What do you suggest as an alternative to electricity? Lead?
What should a cop do if tasers are banned and she is faced with a situation where a really big drunk guy is beating his wife and kids?
by junya
Tuesday May 10th, 2005 7:13 PM
In San Jose Tasers are not used as an alternative to guns. In fact, police now use their guns more frequently. Tasers are being used as an alternative to talking.

In April 2004, the San Jose Police Department armed all of their patrol officers with Taser stun guns, supposedly as a nonlethal alternative. Since then, fatal shootings by police spiked to near a 10-year high. In one case Johnny Nakao, accused of shoplifting, was first Tasered while fleeing, and then shot to death. In another, an unarmed Zaim Bojcic, for the capital offense of smoking outside the designated area of Starbucks, was first Tasered and then fatally shot by a policeman who stopped in on his break.

One year later, Tasers have resulted in an explosive escalation of force, used on:

- a man urinating in public

- a 5-foot-3, 136-pound unarmed 14-year-old who'd been subdued by a neighbor. Shocked for walking away from police

- an unarmed person (arrested for being drunk) bleeding badly after being hit in the head with a skateboard by another person. Shocked for refusing to cooperate with emergency personnel trying to tend his wound.

The list goes on and on. If police did not have Tasers, it is highly unlikely that they would have pumped lead into these persons (though certainly a possibilty, given SJPD's track record). In the first 3 months of Taser deployment, police used Tasers over 90 times. Compare that with San Jose's most deadly year for police shootings, when there were 9 shootings. So in 3 months, police used Tasers 10 times more than they'd used guns in their most trigger-happy year. Clearly they are being used where lethal force was never an option. And as the Nakao and Bojcic cases show, police quickness to use Tasers where perhaps no force would have been used previously, can lead to deadly conclusions.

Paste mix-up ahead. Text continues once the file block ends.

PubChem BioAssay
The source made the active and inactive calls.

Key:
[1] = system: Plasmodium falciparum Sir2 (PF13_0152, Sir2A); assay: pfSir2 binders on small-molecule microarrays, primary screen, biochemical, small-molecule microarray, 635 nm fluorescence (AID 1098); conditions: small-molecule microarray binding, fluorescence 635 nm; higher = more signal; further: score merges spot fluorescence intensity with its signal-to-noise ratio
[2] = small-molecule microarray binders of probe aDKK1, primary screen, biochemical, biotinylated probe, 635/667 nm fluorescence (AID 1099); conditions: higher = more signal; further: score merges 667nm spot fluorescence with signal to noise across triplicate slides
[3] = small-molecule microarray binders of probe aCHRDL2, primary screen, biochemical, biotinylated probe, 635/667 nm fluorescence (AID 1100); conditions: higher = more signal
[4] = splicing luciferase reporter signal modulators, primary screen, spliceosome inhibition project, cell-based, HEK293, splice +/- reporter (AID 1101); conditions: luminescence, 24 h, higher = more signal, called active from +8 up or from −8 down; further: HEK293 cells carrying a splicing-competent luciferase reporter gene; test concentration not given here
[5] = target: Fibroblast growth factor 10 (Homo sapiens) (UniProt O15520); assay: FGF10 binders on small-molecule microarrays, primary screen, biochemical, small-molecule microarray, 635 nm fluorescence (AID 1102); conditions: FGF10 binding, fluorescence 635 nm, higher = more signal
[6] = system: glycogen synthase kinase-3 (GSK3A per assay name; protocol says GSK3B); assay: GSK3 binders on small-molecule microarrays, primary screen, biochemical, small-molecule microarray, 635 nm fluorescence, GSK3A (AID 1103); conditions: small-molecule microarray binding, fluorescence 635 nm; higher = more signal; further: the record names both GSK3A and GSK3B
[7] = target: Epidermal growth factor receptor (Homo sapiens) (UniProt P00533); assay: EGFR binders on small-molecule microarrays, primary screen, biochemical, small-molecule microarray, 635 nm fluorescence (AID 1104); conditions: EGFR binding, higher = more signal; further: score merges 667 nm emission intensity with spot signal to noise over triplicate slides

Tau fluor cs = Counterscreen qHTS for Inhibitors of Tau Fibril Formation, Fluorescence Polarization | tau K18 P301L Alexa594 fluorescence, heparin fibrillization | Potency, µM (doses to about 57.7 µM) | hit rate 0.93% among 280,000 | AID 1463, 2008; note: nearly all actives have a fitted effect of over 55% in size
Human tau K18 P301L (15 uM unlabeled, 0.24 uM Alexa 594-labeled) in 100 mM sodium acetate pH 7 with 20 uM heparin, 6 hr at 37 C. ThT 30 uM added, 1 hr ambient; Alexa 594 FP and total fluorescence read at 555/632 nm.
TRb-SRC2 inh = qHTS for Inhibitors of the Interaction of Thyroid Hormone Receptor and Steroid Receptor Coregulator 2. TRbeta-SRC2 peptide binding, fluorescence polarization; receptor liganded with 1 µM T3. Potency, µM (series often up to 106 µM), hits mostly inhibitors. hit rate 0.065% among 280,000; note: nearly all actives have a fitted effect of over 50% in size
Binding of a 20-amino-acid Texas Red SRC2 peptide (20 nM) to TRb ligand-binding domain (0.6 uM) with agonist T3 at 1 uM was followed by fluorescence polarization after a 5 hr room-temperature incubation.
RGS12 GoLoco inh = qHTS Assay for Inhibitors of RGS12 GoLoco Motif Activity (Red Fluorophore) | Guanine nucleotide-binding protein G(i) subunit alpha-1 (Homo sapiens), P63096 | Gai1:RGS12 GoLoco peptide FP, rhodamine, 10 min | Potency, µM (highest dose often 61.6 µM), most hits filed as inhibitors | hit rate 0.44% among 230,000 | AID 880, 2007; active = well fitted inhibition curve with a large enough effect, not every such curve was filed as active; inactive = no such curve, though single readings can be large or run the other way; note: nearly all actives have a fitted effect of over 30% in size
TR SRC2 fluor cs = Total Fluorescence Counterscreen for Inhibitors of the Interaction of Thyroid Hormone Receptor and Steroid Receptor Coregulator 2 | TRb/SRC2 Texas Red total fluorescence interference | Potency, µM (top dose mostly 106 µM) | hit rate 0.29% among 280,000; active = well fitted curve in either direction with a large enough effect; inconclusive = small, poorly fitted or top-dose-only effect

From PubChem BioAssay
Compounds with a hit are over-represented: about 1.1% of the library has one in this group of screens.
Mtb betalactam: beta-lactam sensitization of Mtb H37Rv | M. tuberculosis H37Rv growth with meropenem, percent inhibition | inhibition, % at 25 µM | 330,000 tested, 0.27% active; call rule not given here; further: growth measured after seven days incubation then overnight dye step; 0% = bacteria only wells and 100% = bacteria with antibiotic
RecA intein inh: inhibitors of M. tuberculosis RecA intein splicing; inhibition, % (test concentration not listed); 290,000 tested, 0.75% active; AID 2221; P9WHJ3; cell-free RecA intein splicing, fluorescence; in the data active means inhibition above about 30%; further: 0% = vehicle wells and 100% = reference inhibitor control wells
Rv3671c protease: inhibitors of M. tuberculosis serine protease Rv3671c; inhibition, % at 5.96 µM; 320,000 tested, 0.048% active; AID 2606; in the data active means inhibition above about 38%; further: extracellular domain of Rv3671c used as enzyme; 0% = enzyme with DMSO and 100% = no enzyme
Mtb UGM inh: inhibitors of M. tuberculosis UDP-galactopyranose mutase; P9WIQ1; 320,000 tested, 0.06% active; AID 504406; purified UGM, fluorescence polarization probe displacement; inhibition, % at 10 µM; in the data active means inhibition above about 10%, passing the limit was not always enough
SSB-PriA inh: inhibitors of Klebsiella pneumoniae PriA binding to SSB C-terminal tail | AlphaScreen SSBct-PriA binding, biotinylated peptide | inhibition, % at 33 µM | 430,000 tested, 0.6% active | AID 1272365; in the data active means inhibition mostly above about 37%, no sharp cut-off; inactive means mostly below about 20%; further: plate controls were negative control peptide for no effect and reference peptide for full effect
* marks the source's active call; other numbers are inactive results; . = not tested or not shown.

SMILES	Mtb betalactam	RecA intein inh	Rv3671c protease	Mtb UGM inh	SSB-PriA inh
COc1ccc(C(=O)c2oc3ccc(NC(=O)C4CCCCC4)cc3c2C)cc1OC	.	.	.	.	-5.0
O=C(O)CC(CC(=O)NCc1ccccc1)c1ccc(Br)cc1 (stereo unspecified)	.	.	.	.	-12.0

Tasers have proven to be a tragic failure in San Jose, and so must be banned.

What do police do after they are banned? Good question, easy answer. First, go back to whatever they did before they got Tasers. We had fewer shootings, less use of force - a safer city. In addition to Tasers, San Jose police already have a wide range of force options:

1. Officer presence: the mere exhibit of the uniform and badge is a use of the force of authority, and yields complete compliance from the majority of the public.